A nightmare for many growers inside the hydroponic industry is the fact that pH adjustments need to be made every now and then to nutrient solutions. In fact, people often adjust the pH of their nutrient solutions several times a week in an effort to keep the values close to those considered ideal. However, most growers are unaware of the basic facts surrounding pH changes and how they can be avoided (please refer to the pH FAQ for more information).
The concentration of H3O(+) ions, which are the ions that determinate pH, changes according to other ions present inside the hydroponic solutions. Since plants take ions (which are charged species), outside of the solution, they cause a charge imbalance which is compensated by the generation of either H3O(+) (if the plant absorbs an ion with positive charge) or an OH(-) (if the plant absorbs an ion with negative charge).
One of the ways in which this pH change can be effectively controlled is by the addition of a specie which balances out this charge and offers reactivity against either OH(-) or H3O(+) species. Such addition of species to a solution in order to offer a chemical equilibrium protection against pH changes is called "buffering". In hydroponics, solutions are most often "buffered" using ammonia, however, we can carry out simulations to see how this two ions act against "acid" or "base" additions and see how the entire hydroponic system reacts to this.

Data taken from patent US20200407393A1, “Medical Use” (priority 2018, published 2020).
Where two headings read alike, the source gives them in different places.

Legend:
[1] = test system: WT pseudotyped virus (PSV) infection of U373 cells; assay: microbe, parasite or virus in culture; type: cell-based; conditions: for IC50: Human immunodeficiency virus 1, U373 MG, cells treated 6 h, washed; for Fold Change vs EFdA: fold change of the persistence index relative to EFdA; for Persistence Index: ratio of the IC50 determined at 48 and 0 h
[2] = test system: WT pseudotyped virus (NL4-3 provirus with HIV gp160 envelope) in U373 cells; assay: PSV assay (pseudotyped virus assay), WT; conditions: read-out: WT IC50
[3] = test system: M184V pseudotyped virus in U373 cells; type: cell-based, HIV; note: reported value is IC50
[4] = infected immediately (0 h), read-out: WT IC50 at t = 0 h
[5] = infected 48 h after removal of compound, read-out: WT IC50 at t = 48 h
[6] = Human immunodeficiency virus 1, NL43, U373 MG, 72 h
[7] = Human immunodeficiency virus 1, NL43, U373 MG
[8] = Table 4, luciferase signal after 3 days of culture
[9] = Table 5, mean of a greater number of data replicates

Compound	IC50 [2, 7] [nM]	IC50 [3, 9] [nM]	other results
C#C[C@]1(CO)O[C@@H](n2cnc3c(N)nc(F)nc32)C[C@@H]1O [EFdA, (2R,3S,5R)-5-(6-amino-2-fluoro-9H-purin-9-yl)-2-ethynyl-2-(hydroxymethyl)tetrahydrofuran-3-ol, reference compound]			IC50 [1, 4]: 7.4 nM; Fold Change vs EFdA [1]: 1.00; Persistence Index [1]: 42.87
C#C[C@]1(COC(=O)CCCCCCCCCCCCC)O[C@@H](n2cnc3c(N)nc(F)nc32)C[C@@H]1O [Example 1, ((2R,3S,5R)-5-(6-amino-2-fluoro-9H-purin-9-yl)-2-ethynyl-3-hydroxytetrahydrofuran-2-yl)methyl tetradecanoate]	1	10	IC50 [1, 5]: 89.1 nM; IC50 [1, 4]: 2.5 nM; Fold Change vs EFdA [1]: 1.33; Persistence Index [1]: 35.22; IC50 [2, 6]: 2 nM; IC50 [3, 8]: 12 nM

The simulations are carried out using the Maxima software and all the equation systems are generated according to equilibrium equations, mass balance equations and charge balance equations (this is called systematic study of the chemical equilibrium). Concentrations for all the buffering agents were treated as 0.1 mM.
Long story short, the graph below shows the results for my simulations of "acid" or "base" additions using three different buffer agents. The blue line shows the change when citric acid/citrate is used as a buffering agent, the orange line shows when ammonia is used as a buffering agent and the yellow line shows when carbonate/citric acid is used as a buffering agent.
As it can be seen, citrate provides very good buffering capacity towards acid pH values while it's buffering potential towards basic pH values becomes lesser. Ammonia provides almost no buffering potential towards acid pH values while it provides almost the same buffering effect towards basic pH values than citric acid. Note that basic pH buffering seems the same for both buffers because here the effect of the phosphate ions inside the solution becomes more prominent.
However, when carbonate/citrtic acid is used as a buffering agent, it suddenly turns the solution's buffering power towards both acid and basic pH values, extremely high. That said, it should be expected for a solution with this buffering mix to last several times more than a regular solution without needing any pH adjustments. In practice, the preparation of this solution has given me at least three weeks of plant intake without any need for pH adjustment.